Climb On A Giant Snack Cake At The New Little Debbie Park

The newly unveiled Little Debbie Park in Collegedale, Tennessee is a brand-new community green space.

If Little Debbie snack cakes were part of your childhood, then you'll really be jealous of today's kids: Little Debbie Park just opened in Collegedale, Tennessee, a town about 30 minutes west of Chattanooga.

McKee Foods is the Collegedale-based company that makes Little Debbie treats. Concerned that the town's growth would eventually overwhelm its green spaces, the McKee family purchased about ten acres from Southern Adventist University and donated it to the city of Collegedale with the stipulation that it become a park for the community. Construction, funded by the McKee family, began in September 2021.

With a sensory dome climber and equipment with accommodations including high-backed seats, extra space for mobility devices, and activities at accessible heights, the park is inclusive for children of all physical and cognitive abilities. Jake Stone, a McKee project manager who oversaw the park's creation, says it's "a place where [all children] can go play among other kids and not feel left out."

True to its name, Little Debbie Park incorporates all the well-known snack cakes you'd expect. Kids can play on (or adults can sit on) a huge Oatmeal Creme Pie or a stack of Nutty Buddy Bars. Fantasy-sized Cosmic Brownies complete with colorful candy pieces serve as a climbing wall, allowing kids to play with their food in a new way. A six-foot-tall Christmas Tree Cake sculpture with red swirls of "icing" and green "sprinkles" is the perfect spot for a selfie.

Observant visitors will also notice familiar treats underfoot: Underneath a collection of xylophones and drums, a round plaza shows a cross-section of a Swiss Roll, its white and brown concrete alternating to represent the treat's swirl of cream inside chocolate cake. Another round plaza depicts a Fudge Round, a chocolate cookie sandwich with chocolate icing drizzle.

The inspiration to include these oversized snacks came from the 1989 film Honey, I Shrunk the Kids. Stone and Rusty McKee, a third-generation McKee family member, wanted the park to include fun, creative elements. While they brainstormed, McKee mentioned the scene in the film where the children, shrunk to almost microscopic size, feast on a gigantic Oatmeal Creme Pie they find while wandering through a backyard. Stone and McKee wanted kids who visited the park to experience that same feeling of delight.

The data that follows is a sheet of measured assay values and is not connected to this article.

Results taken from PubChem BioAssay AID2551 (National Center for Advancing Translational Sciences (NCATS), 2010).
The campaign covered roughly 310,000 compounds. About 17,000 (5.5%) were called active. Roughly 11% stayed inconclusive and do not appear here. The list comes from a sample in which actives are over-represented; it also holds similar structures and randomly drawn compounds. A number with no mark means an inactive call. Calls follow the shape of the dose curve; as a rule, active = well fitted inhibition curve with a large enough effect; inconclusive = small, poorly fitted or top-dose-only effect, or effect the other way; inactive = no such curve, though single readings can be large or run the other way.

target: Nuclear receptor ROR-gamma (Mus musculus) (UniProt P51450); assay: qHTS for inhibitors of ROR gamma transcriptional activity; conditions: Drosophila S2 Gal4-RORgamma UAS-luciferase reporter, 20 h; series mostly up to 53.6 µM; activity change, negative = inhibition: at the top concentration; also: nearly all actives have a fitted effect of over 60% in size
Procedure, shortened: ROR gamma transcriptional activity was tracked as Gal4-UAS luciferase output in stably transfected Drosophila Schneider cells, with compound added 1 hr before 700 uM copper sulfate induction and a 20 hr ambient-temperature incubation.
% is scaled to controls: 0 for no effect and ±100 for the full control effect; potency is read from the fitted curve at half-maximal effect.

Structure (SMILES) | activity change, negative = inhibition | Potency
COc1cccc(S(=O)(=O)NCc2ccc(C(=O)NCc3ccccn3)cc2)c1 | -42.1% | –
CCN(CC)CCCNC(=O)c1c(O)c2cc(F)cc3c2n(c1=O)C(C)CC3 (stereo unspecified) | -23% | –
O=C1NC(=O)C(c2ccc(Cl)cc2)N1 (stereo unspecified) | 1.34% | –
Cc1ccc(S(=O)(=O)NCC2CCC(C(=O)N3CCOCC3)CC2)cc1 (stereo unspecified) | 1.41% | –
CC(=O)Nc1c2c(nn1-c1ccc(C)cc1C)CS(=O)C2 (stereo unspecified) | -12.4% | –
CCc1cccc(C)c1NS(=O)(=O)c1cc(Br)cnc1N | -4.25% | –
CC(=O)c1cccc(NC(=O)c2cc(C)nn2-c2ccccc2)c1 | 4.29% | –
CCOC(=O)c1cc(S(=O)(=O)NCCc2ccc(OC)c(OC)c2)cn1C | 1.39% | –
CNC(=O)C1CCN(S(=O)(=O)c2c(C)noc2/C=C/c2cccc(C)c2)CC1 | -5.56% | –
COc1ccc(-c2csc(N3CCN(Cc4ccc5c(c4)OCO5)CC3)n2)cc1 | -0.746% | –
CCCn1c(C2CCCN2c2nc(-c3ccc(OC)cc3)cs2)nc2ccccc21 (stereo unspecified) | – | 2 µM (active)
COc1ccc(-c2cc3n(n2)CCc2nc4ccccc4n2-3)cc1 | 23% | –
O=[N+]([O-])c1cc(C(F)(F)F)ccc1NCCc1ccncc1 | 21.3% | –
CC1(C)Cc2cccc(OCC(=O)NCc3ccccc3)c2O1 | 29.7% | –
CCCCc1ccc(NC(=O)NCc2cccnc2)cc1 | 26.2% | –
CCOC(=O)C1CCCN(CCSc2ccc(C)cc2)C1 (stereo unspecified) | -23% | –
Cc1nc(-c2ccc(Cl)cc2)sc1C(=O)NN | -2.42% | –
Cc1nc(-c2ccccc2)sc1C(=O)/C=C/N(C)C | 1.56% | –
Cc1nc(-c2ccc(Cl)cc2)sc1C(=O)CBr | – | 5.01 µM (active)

While they considered including sculptures of several snacks, including Little Debbie Chocolate Cupcakes and Zebra Cakes and even combinations of snacks, they felt that the four they landed on satisfied their selection criteria. These snacks are widely recognizable, blend well into the park with their more natural colors, and feature shapes that help them serve a practical purpose. Originally, the Christmas Tree Cake sculpture was devised as merely a seasonal addition to the park, but because of the public's overwhelmingly positive response, it will stay in the park year-round.

While fans have suggested other seasonal snack cakes to add to the park's landscape, there are no immediate plans to add more. The park's creators didn't want to include too many.

"We actually wanted them to be sort of like...hidden gems within the park," Stone said.

Little Debbie Park has elements that adults can enjoy, too. The play areas, for example, are surrounded by covered bench swings so parents can relax in the shade while watching their children play. Several informational panels describe the history of McKee Foods and its context within the greater history of Collegedale. And all of the plants in the park are native to Tennessee; Stone is working with a local garden club to certify it as an arboretum.

A life-sized bronze sculpture of Little Debbie herself also stands in the park, the creation of local artist Alex Paul Loza. It's based on a photo of a young Debbie McKee, a third-generation McKee family member, serving samples of Swiss Rolls on a platter. Loza explained to reporters at the unveiling that his young daughter also served as a model to help bring the famous Debbie photo to life in three-dimensional form and to "keep that child spirit of the sculpture alive."

After years of work, Stone is pleased to see the community enjoying Little Debbie Park. As someone with experience designing and building parks in and around Nashville, he knows how special it is.

"A park of this scale, magnitude, and quality is hard to do," he said. "To do something like this in Collegedale is really incredible."

 

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